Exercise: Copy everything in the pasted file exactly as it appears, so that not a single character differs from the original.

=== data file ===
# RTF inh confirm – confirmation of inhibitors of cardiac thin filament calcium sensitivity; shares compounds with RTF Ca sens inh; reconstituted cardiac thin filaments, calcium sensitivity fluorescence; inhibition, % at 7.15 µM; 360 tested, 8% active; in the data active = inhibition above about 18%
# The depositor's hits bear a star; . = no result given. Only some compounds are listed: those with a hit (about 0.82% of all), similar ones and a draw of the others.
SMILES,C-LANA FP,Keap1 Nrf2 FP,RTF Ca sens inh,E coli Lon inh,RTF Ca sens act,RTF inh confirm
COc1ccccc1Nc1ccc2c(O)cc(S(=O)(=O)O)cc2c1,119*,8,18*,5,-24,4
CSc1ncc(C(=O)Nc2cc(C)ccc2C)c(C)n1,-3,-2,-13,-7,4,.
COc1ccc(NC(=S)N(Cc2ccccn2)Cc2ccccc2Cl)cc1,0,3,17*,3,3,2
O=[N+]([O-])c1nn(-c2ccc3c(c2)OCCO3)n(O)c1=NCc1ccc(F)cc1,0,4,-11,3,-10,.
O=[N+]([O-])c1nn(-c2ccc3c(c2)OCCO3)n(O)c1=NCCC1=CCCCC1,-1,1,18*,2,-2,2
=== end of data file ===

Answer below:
# RTF inh confirm – confirmation of inhibitors of cardiac thin filament calcium sensitivity; shares compounds with RTF Ca sens inh; reconstituted cardiac thin filaments, calcium sensitivity fluorescence; inhibition, % at 7.15 µM; 360 tested, 8% active; in the data active = inhibition above about 18%
# The depositor's hits bear a star; . = no result given. Only some compounds are listed: those with a hit (about 0.82% of all), similar ones and a draw of the others.
SMILES,C-LANA FP,Keap1 Nrf2 FP,RTF Ca sens inh,E coli Lon inh,RTF Ca sens act,RTF inh confirm
COc1ccccc1Nc1ccc2c(O)cc(S(=O)(=O)O)cc2c1,119*,8,18*,5,-24,4
CSc1ncc(C(=O)Nc2cc(C)ccc2C)c(C)n1,-3,-2,-13,-7,4,.
COc1ccc(NC(=S)N(Cc2ccccn2)Cc2ccccc2Cl)cc1,0,3,17*,3,3,2
O=[N+]([O-])c1nn(-c2ccc3c(c2)OCCO3)n(O)c1=NCc1ccc(F)cc1,0,4,-11,3,-10,.
O=[N+]([O-])c1nn(-c2ccc3c(c2)OCCO3)n(O)c1=NCCC1=CCCCC1,-1,1,18*,2,-2,2